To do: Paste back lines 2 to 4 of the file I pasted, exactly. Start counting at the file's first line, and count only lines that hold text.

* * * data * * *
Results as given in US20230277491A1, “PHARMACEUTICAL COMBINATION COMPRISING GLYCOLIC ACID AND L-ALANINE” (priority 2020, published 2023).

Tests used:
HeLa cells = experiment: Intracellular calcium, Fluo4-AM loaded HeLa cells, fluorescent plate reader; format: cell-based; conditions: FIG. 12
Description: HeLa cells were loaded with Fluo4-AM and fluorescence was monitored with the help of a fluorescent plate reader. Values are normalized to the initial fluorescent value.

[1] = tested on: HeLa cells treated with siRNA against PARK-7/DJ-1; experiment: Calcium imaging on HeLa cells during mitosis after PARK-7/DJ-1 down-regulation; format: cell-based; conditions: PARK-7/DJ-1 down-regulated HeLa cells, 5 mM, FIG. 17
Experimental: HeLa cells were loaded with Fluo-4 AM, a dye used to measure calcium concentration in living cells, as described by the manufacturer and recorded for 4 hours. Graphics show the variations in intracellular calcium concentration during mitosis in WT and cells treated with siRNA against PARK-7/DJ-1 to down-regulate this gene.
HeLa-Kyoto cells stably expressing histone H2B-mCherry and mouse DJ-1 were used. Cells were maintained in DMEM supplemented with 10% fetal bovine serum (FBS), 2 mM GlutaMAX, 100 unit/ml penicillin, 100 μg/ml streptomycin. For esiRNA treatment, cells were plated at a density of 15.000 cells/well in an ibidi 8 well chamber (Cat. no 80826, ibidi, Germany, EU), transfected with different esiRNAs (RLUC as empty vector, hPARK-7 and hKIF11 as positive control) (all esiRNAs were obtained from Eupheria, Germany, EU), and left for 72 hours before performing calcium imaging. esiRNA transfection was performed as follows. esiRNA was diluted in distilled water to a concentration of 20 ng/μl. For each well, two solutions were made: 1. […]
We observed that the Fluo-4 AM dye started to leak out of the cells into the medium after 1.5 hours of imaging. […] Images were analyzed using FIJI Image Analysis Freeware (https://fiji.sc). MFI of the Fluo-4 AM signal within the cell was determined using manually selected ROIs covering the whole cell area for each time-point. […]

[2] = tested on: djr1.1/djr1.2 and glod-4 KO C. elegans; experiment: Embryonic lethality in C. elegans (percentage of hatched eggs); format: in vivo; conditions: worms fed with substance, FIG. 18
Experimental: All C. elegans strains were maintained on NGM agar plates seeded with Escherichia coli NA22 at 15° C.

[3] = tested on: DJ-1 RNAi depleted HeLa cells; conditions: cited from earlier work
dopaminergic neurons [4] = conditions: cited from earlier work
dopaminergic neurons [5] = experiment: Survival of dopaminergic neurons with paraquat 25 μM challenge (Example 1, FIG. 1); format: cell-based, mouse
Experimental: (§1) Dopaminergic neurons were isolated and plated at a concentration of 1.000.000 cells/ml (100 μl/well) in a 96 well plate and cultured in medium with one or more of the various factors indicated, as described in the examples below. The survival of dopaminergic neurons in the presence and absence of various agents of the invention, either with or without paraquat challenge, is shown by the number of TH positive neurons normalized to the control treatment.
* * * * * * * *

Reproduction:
Tests used:
HeLa cells = experiment: Intracellular calcium, Fluo4-AM loaded HeLa cells, fluorescent plate reader; format: cell-based; conditions: FIG. 12
Description: HeLa cells were loaded with Fluo4-AM and fluorescence was monitored with the help of a fluorescent plate reader. Values are normalized to the initial fluorescent value.